Do The Necessary Work Before You Pitch Your Story?

Editors and producers are looking for captivating pitches that relate to current events, are succinct and get to the heart of the story quickly. Achieving a successful pitch takes time and effort. Do the work before you pitch.

It’s important to note that pitching a story is a vastly different task from creating a media release.

I have been partnering with global media channels for more than two decades. These relationships are built on trust. The media professionals with whom I work accept pitches from us that are worth their time.

Pitching a news or feature story takes discipline and strategy. Editors and producers want to see a pitch that is newsy, relevant, structured and presented by someone who knows and understands the topic, is responsive to current trends and has a deep understanding of their audience.

Here are some tried and true GH Tips for pitching:

1. Set up the story in line one – why should audiences care? Why is this important?

2. Spell out why the story is relevant now (plug into breaking news or a current trend)

3. Share some data and a credible source to build trust.

4. Business media have a fiduciary duty to report data that’s 100% true. Make sure any data you include has passed a verifiable audit.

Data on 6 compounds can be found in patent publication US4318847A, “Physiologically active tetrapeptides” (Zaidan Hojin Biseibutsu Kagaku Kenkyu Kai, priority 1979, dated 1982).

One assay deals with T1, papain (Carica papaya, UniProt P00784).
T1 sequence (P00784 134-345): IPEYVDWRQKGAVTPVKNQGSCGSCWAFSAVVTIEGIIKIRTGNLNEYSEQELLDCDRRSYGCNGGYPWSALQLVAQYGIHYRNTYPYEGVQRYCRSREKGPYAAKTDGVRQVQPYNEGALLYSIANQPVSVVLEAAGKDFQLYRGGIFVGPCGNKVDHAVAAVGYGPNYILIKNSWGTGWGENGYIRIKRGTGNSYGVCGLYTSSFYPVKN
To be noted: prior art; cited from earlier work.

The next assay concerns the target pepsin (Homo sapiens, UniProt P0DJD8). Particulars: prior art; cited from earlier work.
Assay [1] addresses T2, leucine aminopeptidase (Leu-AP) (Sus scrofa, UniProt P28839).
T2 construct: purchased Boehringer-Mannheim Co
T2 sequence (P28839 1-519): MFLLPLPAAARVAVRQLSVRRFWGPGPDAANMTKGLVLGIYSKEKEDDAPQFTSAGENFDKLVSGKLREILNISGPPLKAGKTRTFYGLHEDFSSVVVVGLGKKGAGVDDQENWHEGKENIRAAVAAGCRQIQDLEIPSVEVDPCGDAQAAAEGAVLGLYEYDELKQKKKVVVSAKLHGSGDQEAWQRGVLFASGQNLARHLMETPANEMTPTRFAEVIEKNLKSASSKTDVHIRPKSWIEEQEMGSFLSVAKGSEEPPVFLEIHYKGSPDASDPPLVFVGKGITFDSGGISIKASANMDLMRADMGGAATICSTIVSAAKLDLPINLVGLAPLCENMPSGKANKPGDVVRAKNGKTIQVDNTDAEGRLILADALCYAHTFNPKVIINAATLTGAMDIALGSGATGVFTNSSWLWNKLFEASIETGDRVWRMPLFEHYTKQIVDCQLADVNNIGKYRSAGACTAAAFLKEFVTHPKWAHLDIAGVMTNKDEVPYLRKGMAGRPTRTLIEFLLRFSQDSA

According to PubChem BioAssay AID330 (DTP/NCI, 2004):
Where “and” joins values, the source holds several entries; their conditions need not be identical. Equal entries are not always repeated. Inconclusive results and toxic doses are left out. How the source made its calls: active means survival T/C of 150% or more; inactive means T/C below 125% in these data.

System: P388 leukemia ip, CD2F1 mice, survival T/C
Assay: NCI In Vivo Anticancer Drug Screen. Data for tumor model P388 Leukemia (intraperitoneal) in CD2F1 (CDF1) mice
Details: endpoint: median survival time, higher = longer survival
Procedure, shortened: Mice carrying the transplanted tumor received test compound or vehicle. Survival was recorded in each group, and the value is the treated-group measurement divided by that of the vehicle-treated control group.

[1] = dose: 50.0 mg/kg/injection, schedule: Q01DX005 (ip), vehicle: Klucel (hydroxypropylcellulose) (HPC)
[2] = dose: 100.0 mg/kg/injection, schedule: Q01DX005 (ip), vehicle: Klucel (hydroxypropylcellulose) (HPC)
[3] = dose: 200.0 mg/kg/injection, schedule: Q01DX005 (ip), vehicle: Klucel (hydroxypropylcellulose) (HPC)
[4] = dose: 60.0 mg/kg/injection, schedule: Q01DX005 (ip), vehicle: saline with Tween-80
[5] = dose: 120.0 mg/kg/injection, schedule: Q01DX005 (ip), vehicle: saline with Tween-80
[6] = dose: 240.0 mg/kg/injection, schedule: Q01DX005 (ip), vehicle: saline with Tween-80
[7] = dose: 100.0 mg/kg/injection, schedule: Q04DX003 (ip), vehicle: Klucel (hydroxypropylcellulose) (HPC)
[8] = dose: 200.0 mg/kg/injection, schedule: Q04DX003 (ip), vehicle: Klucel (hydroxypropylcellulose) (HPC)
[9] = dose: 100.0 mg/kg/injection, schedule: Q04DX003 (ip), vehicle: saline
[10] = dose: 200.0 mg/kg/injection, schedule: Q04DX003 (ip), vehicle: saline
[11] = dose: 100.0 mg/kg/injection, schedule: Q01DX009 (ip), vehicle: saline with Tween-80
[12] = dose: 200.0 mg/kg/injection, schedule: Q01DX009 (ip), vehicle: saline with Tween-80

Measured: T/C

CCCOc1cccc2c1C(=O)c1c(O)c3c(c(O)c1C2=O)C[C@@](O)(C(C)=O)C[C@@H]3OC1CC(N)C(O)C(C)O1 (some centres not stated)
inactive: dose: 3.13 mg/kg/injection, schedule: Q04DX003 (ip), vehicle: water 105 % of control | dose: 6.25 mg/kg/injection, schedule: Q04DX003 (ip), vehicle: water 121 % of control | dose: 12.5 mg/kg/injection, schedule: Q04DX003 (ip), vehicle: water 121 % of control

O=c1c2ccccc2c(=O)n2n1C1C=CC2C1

5. If your client is an expert source on the topic you’re pitching or has a team member who can serve as one, offer to make them available for interviews.

6. Reveal your relationship to the story (PR client).

7. Make sure you are pitching to the correct publication, section, and editor/producer/reporter. Does your pitch fit the person’s beat, interests, and biases, as well as the tone and area of coverage of their publication/show/website?

8. Keep it intimate – a personalized email pitch stands out.

9. Your pitch should not exceed three paragraphs.

10. Limit your pitch list to your top five media channels first and work your way through your list in increments of five.

11. Aways check time zones before pitching.

12. Include limited images, infographics, and B-roll.

13. Be clear on contact details.

14. Keep track of responses and preferences of every media contact.

15. If your pitch isn’t picked up, don’t lose heart. An editor/producer/reporter might use today’s declined pitch later as the basis for another story.

Go forth and share your story!

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